These social programs led to the Canadian quality of life to improve in many ways. People could afford housing, have families, not die of a small infection, or go broke because of an injury. Canadian citizens were able to get back to a post war lifestyle, but better! The introduction of the nuclear family gave Canadians ideals to strive for, and the television gave them information that was easily accessible. The quality of life for Canadians drastically improved from the quality of like they had during wartime. Going from minimal rations to fully stocked grocery stores must have been a pleasant shock. 

In conclusion, the government encouraging economic growth helped the baby boom, boom! The baby boom along with new people coming into, or returning to Canada led to the Canadian quality of life improving. Medicare and other social programs showed Canadians they mattered. This allowed for Canadians to develop a sense of self and a national identity.

In conclusion, Canadian life changed a lot after the war. In discovering this, I created some work that I was quite proud of and learned a lot. I hope you enjoyed today’s post and make sure to check in two weeks to see how our final exhibition went!

Happy Birthday Mr. President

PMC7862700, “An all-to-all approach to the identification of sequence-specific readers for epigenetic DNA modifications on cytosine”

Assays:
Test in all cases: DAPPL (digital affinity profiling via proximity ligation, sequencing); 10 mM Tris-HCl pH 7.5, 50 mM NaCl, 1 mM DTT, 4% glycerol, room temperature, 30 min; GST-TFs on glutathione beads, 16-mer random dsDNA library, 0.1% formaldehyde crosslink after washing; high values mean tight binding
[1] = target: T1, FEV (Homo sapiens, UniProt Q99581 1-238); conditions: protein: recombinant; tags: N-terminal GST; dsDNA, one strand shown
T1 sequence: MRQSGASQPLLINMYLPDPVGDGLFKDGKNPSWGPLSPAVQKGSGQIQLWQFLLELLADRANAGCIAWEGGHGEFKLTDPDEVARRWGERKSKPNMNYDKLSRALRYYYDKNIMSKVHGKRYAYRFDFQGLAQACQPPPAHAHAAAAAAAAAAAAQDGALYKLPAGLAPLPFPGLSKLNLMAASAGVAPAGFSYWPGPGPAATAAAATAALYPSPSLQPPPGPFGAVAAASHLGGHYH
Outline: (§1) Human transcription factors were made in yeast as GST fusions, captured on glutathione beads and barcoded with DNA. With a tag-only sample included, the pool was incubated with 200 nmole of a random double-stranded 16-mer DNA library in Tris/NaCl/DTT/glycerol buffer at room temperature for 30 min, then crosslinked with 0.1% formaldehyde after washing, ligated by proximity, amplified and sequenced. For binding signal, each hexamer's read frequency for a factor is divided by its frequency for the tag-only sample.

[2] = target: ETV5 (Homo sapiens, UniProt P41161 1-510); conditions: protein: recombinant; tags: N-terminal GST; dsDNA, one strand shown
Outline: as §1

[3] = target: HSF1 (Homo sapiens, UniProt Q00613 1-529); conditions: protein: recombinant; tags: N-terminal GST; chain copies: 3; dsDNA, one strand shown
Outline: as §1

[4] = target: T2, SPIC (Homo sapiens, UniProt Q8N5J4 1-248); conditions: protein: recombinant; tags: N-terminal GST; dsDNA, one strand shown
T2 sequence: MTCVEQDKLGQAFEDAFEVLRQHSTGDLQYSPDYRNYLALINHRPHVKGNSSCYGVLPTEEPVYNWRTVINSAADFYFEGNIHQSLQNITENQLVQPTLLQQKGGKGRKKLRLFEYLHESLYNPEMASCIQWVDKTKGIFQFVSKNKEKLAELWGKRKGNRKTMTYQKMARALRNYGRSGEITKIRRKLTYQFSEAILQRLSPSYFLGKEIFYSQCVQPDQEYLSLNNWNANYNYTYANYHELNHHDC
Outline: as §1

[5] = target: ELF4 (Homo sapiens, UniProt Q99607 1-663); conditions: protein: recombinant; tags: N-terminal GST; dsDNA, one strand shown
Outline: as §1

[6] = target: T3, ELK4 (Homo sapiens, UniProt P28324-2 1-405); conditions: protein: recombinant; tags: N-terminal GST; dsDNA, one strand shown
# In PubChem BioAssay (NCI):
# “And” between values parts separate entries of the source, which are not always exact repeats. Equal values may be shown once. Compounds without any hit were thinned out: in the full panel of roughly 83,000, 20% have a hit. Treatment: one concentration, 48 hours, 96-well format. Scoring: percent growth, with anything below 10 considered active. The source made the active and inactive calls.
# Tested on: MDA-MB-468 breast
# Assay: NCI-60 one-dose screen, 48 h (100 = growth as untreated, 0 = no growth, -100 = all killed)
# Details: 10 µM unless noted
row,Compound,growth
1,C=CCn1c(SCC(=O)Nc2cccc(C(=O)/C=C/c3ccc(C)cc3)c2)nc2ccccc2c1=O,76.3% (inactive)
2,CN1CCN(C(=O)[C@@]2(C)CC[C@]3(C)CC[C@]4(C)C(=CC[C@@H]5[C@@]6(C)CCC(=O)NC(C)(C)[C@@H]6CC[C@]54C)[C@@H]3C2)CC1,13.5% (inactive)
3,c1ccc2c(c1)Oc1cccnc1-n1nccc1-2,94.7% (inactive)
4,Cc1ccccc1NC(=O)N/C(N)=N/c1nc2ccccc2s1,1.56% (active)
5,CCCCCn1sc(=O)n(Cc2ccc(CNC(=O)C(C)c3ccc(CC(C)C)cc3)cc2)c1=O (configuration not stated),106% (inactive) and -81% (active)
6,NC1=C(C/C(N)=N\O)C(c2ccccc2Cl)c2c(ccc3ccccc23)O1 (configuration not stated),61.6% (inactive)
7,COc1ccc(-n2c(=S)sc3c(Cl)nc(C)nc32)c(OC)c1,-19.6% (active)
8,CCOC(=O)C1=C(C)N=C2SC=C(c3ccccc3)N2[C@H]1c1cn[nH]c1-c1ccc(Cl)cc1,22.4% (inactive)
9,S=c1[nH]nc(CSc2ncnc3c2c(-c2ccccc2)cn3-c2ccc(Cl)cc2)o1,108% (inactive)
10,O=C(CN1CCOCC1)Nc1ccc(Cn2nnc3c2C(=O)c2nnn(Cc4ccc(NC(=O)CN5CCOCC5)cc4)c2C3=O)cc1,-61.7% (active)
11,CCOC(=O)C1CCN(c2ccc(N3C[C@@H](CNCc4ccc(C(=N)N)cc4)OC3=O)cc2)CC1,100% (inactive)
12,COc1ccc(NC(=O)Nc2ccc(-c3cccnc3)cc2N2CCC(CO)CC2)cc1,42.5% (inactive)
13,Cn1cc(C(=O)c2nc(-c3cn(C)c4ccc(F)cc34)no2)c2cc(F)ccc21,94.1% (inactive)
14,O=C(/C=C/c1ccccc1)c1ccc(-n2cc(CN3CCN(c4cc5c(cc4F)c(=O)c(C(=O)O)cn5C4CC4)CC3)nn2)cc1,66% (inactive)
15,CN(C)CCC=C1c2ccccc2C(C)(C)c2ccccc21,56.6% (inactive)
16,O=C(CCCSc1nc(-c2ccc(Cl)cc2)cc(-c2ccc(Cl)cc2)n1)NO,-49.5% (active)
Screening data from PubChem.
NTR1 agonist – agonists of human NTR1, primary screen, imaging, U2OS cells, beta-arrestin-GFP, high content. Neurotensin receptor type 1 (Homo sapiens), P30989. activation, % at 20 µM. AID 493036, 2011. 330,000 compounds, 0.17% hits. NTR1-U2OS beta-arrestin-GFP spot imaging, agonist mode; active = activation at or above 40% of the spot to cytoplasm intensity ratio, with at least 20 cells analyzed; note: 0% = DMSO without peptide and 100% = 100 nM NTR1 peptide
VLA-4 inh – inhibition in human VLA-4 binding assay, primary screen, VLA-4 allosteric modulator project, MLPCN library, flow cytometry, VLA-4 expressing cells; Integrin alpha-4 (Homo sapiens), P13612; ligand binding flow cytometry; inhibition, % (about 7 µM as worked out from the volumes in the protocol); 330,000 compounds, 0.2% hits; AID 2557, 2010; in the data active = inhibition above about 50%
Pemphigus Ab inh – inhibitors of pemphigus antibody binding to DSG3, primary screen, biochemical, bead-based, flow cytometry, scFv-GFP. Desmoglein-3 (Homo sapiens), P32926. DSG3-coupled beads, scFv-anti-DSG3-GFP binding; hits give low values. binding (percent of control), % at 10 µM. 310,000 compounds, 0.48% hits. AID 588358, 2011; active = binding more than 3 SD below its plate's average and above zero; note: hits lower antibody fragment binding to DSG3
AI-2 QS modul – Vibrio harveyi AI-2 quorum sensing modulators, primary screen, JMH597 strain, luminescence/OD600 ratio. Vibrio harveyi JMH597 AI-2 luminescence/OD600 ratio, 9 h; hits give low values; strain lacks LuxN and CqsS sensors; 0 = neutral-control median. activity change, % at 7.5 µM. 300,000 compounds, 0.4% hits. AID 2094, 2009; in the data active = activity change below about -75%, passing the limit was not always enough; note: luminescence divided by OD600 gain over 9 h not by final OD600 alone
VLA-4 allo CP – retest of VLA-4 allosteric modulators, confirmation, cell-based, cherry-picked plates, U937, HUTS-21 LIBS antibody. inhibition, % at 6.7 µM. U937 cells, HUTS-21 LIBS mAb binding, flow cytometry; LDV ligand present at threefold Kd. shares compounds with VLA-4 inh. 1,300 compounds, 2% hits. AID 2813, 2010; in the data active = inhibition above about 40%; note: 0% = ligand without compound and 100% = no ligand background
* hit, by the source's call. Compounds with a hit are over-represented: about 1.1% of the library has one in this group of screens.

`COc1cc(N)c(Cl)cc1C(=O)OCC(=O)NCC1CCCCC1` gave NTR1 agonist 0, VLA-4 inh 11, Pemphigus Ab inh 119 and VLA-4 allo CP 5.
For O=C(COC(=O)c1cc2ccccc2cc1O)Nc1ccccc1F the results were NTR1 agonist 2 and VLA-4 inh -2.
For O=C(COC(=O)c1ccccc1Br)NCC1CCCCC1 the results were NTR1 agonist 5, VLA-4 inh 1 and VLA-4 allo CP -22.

Ello luv. Welcome back to another post. This week, I’d like to talk about one of my favourite people. Marilyn Monroe.

Marilyn Monroe. She has truly been an icon throughout the years, but especially in the 1950s. Marilyn was a sex symbol throughout the 50s and was praised for her beauty. She also had a delightful mind which was often overlooked.

The beauty standards of the time were much different to now, and also much different to pre war. I took some notes on the beauty standard phenomenon during class this week and I found them to be remarkably interesting. It was from a CBC article from the late 1940s and I’ll link it down below. 

While she was a stunning woman, many of her critics said she only looked good because of her expensive clothing and jewellery. To prove them wrong, she did a photo shoot in a potato sack dress.

This much mirrored the trend in the 1920s, during the Great Depression, of women creating dresses out of patterned feed bags.

I love Marilyn and her attitude to critics, and I think the 50s was a very interesting time that brought with it lots of change. I hope you’ve enjoyed this post and I’ll see you next week!